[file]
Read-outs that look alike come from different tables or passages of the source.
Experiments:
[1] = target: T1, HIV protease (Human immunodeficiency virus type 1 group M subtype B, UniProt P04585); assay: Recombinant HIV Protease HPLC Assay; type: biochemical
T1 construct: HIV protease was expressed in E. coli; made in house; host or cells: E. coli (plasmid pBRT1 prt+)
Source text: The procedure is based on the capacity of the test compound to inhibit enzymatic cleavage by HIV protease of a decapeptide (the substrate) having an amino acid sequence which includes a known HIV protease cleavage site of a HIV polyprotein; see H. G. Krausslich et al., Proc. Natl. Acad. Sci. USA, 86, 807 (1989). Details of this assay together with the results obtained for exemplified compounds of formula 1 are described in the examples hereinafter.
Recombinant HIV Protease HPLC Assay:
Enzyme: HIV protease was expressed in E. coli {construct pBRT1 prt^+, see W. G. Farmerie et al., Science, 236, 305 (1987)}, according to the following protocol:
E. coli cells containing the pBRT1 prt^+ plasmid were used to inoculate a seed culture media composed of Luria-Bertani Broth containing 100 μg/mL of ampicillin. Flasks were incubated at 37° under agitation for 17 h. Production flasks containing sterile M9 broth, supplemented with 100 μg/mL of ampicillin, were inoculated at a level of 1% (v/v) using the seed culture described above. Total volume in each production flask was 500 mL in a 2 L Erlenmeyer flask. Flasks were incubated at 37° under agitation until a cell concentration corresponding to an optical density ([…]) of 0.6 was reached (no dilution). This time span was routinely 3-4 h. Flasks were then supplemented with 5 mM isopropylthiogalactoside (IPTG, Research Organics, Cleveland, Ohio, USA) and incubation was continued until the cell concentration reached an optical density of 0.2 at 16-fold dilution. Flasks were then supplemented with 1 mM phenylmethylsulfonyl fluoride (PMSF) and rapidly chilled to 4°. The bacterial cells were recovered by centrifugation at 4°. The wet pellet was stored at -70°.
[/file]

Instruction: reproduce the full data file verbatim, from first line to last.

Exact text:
Read-outs that look alike come from different tables or passages of the source.
Experiments:
[1] = target: T1, HIV protease (Human immunodeficiency virus type 1 group M subtype B, UniProt P04585); assay: Recombinant HIV Protease HPLC Assay; type: biochemical
T1 construct: HIV protease was expressed in E. coli; made in house; host or cells: E. coli (plasmid pBRT1 prt+)
Source text: The procedure is based on the capacity of the test compound to inhibit enzymatic cleavage by HIV protease of a decapeptide (the substrate) having an amino acid sequence which includes a known HIV protease cleavage site of a HIV polyprotein; see H. G. Krausslich et al., Proc. Natl. Acad. Sci. USA, 86, 807 (1989). Details of this assay together with the results obtained for exemplified compounds of formula 1 are described in the examples hereinafter.
Recombinant HIV Protease HPLC Assay:
Enzyme: HIV protease was expressed in E. coli {construct pBRT1 prt^+, see W. G. Farmerie et al., Science, 236, 305 (1987)}, according to the following protocol:
E. coli cells containing the pBRT1 prt^+ plasmid were used to inoculate a seed culture media composed of Luria-Bertani Broth containing 100 μg/mL of ampicillin. Flasks were incubated at 37° under agitation for 17 h. Production flasks containing sterile M9 broth, supplemented with 100 μg/mL of ampicillin, were inoculated at a level of 1% (v/v) using the seed culture described above. Total volume in each production flask was 500 mL in a 2 L Erlenmeyer flask. Flasks were incubated at 37° under agitation until a cell concentration corresponding to an optical density ([…]) of 0.6 was reached (no dilution). This time span was routinely 3-4 h. Flasks were then supplemented with 5 mM isopropylthiogalactoside (IPTG, Research Organics, Cleveland, Ohio, USA) and incubation was continued until the cell concentration reached an optical density of 0.2 at 16-fold dilution. Flasks were then supplemented with 1 mM phenylmethylsulfonyl fluoride (PMSF) and rapidly chilled to 4°. The bacterial cells were recovered by centrifugation at 4°. The wet pellet was stored at -70°.